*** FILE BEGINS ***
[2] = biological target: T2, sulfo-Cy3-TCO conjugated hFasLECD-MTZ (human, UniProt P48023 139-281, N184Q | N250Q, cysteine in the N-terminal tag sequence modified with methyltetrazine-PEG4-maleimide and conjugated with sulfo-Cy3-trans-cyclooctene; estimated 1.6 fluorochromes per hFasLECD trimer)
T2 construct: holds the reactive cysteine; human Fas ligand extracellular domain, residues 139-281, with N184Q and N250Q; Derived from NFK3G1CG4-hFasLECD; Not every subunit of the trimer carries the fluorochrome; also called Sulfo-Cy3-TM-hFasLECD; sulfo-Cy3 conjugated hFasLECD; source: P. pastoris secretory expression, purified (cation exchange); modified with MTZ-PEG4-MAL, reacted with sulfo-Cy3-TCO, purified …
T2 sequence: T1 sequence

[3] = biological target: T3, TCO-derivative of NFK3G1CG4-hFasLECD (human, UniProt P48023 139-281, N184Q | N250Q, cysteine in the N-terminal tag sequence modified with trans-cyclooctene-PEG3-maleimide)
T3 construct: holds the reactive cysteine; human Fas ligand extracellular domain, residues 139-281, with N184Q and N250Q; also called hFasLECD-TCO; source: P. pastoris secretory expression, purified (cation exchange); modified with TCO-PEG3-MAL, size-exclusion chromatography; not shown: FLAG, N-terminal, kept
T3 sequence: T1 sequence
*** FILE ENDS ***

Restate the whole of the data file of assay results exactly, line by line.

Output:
[2] = biological target: T2, sulfo-Cy3-TCO conjugated hFasLECD-MTZ (human, UniProt P48023 139-281, N184Q | N250Q, cysteine in the N-terminal tag sequence modified with methyltetrazine-PEG4-maleimide and conjugated with sulfo-Cy3-trans-cyclooctene; estimated 1.6 fluorochromes per hFasLECD trimer)
T2 construct: holds the reactive cysteine; human Fas ligand extracellular domain, residues 139-281, with N184Q and N250Q; Derived from NFK3G1CG4-hFasLECD; Not every subunit of the trimer carries the fluorochrome; also called Sulfo-Cy3-TM-hFasLECD; sulfo-Cy3 conjugated hFasLECD; source: P. pastoris secretory expression, purified (cation exchange); modified with MTZ-PEG4-MAL, reacted with sulfo-Cy3-TCO, purified …
T2 sequence: T1 sequence

[3] = biological target: T3, TCO-derivative of NFK3G1CG4-hFasLECD (human, UniProt P48023 139-281, N184Q | N250Q, cysteine in the N-terminal tag sequence modified with trans-cyclooctene-PEG3-maleimide)
T3 construct: holds the reactive cysteine; human Fas ligand extracellular domain, residues 139-281, with N184Q and N250Q; also called hFasLECD-TCO; source: P. pastoris secretory expression, purified (cation exchange); modified with TCO-PEG3-MAL, size-exclusion chromatography; not shown: FLAG, N-terminal, kept
T3 sequence: T1 sequence